Going vegetarian could help lower your risk of stroke, study reveals

Cutting meat out of your diet may seem like a big change, but the health benefits are worth it. There are so many people trying out meat-free days, going vegan or vegetarian nowadays and it turns out it can lower your risk of stroke.

A new study has found that vegans and vegetarians are at a lower risk of suffering a stroke because of their diet. A group of researchers at Tzu Chi University in Taiwan analysed two groups of Buddhists to reach these results.

30 percent of participants were vegetarians. The team discovered that the non-meat eaters in group one were at a 74 percent lower risk of ischaemic strokes. The vegetarians in group two were a 60 percent lower risk of ischaemic stroke and 65 percent lower risk of haemorrhagic stroke.

Dr Chin-Lon Lin, of Tzu Chi University in Taiwan commented on the study: “Stroke is the second most common cause of death worldwide and a leading cause of disability. Our study found that a vegetarian diet was beneficial and reduced the risk of ischemic stroke even after adjusting for known risk factors like blood pressure, blood glucose levels and fats in the blood.”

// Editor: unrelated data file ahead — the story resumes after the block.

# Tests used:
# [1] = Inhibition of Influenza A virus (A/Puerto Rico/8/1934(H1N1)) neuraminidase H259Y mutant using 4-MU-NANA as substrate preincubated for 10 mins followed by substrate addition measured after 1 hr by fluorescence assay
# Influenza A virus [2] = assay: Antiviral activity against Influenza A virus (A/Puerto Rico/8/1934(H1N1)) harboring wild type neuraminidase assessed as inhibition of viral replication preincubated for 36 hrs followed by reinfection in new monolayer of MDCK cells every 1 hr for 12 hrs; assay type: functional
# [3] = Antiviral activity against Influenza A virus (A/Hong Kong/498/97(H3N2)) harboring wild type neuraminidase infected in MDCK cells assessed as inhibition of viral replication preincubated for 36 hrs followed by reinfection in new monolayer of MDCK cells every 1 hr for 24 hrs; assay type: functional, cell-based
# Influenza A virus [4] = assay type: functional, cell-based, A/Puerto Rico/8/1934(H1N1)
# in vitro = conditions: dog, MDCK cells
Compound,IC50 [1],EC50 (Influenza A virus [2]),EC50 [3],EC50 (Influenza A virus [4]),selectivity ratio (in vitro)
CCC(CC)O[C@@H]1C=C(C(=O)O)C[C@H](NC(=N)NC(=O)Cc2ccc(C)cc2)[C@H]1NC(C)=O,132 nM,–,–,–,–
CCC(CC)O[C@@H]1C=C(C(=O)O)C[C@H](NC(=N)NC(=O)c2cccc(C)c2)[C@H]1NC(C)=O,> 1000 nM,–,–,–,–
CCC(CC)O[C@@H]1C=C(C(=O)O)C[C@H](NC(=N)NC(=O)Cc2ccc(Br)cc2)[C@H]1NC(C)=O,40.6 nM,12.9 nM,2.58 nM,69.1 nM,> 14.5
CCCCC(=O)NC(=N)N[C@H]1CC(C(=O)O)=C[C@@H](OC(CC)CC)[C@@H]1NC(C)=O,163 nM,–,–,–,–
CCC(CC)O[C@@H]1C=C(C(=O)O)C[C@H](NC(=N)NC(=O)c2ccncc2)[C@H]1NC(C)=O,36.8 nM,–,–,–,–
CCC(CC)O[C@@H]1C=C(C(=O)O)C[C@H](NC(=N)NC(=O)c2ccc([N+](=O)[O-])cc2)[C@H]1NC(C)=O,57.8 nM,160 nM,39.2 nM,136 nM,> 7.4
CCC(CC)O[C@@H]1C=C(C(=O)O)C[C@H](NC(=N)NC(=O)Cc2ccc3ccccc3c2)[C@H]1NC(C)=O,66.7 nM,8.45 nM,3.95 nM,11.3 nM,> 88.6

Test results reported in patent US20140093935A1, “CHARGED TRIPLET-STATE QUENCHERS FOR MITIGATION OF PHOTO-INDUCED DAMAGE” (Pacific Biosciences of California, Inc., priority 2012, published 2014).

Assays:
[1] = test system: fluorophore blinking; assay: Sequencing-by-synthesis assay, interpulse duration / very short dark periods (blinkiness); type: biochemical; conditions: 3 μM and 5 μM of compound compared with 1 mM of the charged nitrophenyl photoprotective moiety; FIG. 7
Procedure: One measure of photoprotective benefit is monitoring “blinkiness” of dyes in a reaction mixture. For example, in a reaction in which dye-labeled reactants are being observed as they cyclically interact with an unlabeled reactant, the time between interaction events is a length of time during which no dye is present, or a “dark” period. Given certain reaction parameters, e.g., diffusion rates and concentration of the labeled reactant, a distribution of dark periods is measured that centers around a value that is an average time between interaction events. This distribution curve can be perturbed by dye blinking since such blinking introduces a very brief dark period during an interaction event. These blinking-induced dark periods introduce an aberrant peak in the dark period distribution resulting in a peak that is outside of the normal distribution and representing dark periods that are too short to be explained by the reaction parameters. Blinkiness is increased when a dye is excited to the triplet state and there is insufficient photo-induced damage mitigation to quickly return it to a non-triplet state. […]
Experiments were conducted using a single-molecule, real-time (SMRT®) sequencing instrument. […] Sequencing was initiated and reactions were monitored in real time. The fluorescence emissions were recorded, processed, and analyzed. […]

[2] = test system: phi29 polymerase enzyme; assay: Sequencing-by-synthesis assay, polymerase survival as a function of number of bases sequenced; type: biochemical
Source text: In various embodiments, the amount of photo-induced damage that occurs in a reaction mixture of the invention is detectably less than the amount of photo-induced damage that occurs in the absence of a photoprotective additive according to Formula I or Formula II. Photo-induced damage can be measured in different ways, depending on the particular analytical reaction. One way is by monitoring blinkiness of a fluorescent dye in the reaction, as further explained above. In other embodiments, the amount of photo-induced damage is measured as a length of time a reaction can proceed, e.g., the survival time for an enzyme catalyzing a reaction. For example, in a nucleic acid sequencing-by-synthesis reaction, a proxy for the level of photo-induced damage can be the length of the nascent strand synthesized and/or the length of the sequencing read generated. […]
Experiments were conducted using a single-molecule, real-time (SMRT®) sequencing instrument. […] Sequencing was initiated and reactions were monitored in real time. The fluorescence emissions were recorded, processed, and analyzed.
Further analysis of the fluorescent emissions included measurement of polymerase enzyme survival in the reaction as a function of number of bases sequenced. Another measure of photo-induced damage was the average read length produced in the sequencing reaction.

He explained: “This could mean that perhaps there is some other protective mechanism that may protect those who eat a vegetarian diet from stroke.”

The team stressed that other factories come into play like lifestyle, diet and alcohol consumption but the results are promising and will hopefully encourage the public to alter their diets.

The study appeared in the medical journal Neurology

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